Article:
Assherugge in 1283 as a monastery. Following the Dissolution (between
1535 and 1539, Henry VIII ferreted monks and clergy out of their
monastries and convents when the Pope refused to agree to Henry's
divorce of Queen Catharine of Aragon), Ashridge became a royal home
for Henry's children. When his daughter Elizabeth I died, her Lord
Chancellor, Thomas Egerton, bought Ashridge in 1604.
Thereafter, Ashridge was owned at different
times by Bridgewater and Brownlow families. During the First World
War, Ashridge was offered as a convalescent home by its then owner
Adelbert Wellington Cust, also called Lord Brownlow III. When he
died in 1921, Ashridge was to be put under the hammer. But pressured,
the British government stepped in and helped the National Trust
purchase Ashridge. A period of uncertainty followed during which
some contents of Ashridge were auctioned. Finally, it was acquired
by Urban Hanlon Broughton and gifted to the Conservative Party.
He set up the Bonar Law Memorial Trust (Andrew Bonar Law was Britain's
Prime Minister between 1921 and 1922), and Ashridge became a college
for training Conservative Party workers.
Only in 1957 did some companies including Unilever,
Guinness and Shell come together to create the idea of a business
school at Ashridge. By 1959, the school began offering executive
development programmes, and thirty years later it graduated its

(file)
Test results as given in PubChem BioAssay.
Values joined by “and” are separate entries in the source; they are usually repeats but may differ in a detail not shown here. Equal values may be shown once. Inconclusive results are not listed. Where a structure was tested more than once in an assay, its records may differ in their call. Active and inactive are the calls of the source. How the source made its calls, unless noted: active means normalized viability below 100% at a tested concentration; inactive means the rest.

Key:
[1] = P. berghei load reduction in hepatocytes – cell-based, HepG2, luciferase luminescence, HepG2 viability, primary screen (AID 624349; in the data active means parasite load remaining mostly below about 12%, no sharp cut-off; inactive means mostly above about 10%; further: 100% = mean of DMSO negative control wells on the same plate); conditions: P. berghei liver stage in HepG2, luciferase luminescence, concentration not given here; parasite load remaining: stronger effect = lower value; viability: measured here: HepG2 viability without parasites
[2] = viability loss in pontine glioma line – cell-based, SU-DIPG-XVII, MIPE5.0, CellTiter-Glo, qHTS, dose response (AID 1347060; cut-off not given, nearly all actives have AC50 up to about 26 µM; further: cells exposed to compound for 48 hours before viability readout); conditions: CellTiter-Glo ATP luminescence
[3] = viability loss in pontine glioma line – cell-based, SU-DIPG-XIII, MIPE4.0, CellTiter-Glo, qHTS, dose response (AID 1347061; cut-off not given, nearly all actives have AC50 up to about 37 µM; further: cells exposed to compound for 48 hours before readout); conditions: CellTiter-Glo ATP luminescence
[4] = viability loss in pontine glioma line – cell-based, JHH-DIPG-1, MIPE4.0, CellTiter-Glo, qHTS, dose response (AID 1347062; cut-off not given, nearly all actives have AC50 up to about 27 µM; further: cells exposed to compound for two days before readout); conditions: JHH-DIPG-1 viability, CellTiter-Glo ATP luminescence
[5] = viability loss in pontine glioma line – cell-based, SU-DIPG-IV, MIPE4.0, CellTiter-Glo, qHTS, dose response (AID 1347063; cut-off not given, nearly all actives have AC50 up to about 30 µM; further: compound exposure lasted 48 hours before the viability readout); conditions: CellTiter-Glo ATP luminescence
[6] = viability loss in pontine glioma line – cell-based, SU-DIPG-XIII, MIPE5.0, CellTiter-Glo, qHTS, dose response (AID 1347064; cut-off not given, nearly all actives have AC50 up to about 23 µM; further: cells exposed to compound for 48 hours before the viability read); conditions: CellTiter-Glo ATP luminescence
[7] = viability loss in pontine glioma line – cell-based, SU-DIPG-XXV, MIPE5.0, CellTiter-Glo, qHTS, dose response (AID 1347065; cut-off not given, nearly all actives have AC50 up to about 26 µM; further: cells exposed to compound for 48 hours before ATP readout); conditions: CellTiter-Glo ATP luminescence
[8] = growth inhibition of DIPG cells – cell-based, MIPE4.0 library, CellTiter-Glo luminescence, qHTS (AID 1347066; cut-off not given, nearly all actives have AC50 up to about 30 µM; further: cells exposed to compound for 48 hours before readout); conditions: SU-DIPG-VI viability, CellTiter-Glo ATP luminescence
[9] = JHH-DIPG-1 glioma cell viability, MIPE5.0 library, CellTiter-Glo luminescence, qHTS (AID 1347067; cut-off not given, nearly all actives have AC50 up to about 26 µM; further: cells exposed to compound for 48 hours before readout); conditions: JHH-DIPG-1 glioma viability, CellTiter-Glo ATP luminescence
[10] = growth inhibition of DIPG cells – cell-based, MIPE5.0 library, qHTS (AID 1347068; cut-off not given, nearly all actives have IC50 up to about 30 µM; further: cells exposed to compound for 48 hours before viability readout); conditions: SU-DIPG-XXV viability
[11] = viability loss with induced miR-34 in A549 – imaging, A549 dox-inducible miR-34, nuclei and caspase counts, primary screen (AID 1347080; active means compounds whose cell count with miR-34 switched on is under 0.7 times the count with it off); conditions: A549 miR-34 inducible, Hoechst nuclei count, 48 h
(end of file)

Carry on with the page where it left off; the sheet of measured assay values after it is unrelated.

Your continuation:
first batch of executive MBAs. Now, Leslie Hannah, its CEO, wants
to create an international profile for Ashridge. And between India
and China, he's betting on the great elephant.
But looking at Perween Warsi, I couldn't help
but wonder if a leader needs an MBA at all. Warsi first came to
the UK in 1975 as a young mother. Frustrated by the quality of Asian
food sold in the supermarkets, Warsi started making samosas in her
own kitchen and selling to local stores. Today, the "Samosa
Queen" is the richest Asian woman in the UK, and her £100
million empire spans four factories, 1,300 employees, making everything
from Indian to Thai to Malaysian foods. In fact, her vindaloo inspired
a hit football song in the UK during the World Cup (football) in
Back on the plane to Delhi, as I looked back
at the three-day conference, one thing became apparent to me. Leadership
is not about sterile systems and processes. Rather, it's about inspiring
and guiding people. Of making them do things they never thought
they could. As I threw back my second bottle of airline wine and